ERISA plan fiduciaries sometimes find themselves in litigation defending the interpretation or legality of plan terms that were applied years, if not decades, earlier to calculate a participant's benefits. How is it that a participant, who has been receiving his or her benefits for years, could one day simply decide to challenge the calculation of his benefits without any regard to the applicable statute of limitations or the fact that he or she sat on his or her rights for years? The answer lies in the fact that although it is well-established that courts apply the most analogous state statute of limitations to claims of this nature (generally the period applicable to breach of contract actions), there has been a lack of clarity as to when such claims accrue, i.e., when the statute of limitations is triggered. Although most courts have held that a participant's claim for benefits accrues under ERISA § 502(a)(1)(B)1 upon "a clear repudiation by the plan that is known, or should be known, to the plaintiff — regardless of whether the plaintiff has filed a formal application for benefits,"2 there has been a lack of clarity in the courts' rulings on how the statute of limitations may be triggered short of a formal benefit claim denial. The U.S. Court of Appeals for the Second Circuit has now gone a long way toward addressing this issue. In Novella v. Westchester County, the Second Circuit held that the statute of limitations for a claim under Section 502(a)(1)(B)3 of ERISA based on a miscalculation of benefits will start to run "when there is enough information available to the pensioner to assure that he knows or reasonably should know of the miscalculation."4 In so ruling, the Court observed that receipt of a lower pension payment was not in this instance enough to put a pensioner on notice of a miscalculation, but that actual notice to a pensioner of the method used to calculate his pension would put him on notice. The Court observed that this rule may require a claimant-by-claimant factual inquiry into each pensioner's accrual date and that the need for such inquiries very well may limit the availability of class actions in this type of litigation.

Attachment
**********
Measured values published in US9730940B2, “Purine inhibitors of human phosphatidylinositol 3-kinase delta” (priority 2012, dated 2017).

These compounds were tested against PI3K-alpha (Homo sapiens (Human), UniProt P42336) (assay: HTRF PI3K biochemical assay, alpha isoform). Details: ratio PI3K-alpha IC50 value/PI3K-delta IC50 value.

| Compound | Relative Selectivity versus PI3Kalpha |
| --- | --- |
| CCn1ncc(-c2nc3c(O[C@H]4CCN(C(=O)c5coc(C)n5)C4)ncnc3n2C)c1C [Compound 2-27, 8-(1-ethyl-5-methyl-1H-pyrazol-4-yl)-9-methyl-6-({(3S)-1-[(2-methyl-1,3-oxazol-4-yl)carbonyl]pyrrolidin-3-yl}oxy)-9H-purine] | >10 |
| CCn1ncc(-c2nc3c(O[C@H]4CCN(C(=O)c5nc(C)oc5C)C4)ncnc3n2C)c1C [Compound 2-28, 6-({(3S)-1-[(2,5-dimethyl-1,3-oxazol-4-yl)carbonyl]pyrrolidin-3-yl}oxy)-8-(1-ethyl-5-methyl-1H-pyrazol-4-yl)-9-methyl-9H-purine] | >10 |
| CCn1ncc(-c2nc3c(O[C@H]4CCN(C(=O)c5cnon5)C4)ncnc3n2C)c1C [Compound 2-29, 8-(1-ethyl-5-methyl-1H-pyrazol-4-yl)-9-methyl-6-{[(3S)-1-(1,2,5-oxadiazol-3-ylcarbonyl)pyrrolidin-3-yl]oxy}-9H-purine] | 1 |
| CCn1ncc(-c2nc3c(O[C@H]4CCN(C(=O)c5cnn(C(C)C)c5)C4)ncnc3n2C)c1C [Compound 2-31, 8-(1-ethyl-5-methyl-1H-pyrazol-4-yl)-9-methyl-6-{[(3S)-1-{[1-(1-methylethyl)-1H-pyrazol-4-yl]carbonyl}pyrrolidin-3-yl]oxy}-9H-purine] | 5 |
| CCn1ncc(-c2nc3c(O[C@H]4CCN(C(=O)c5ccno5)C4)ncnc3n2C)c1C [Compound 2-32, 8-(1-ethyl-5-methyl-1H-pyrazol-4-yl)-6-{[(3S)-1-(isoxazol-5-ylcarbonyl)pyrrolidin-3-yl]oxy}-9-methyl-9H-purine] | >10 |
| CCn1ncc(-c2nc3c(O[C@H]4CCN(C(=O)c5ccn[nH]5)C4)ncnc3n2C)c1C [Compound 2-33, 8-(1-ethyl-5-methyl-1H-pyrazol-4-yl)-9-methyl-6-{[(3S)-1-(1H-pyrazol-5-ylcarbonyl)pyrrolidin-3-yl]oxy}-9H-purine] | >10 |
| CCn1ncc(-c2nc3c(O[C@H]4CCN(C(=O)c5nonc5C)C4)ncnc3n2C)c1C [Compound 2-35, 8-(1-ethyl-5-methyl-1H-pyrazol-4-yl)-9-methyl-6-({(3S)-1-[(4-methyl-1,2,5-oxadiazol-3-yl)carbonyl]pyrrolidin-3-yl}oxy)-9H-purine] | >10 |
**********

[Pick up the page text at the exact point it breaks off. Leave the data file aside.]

The District Court's Decisions
The Second Circuit's Decision
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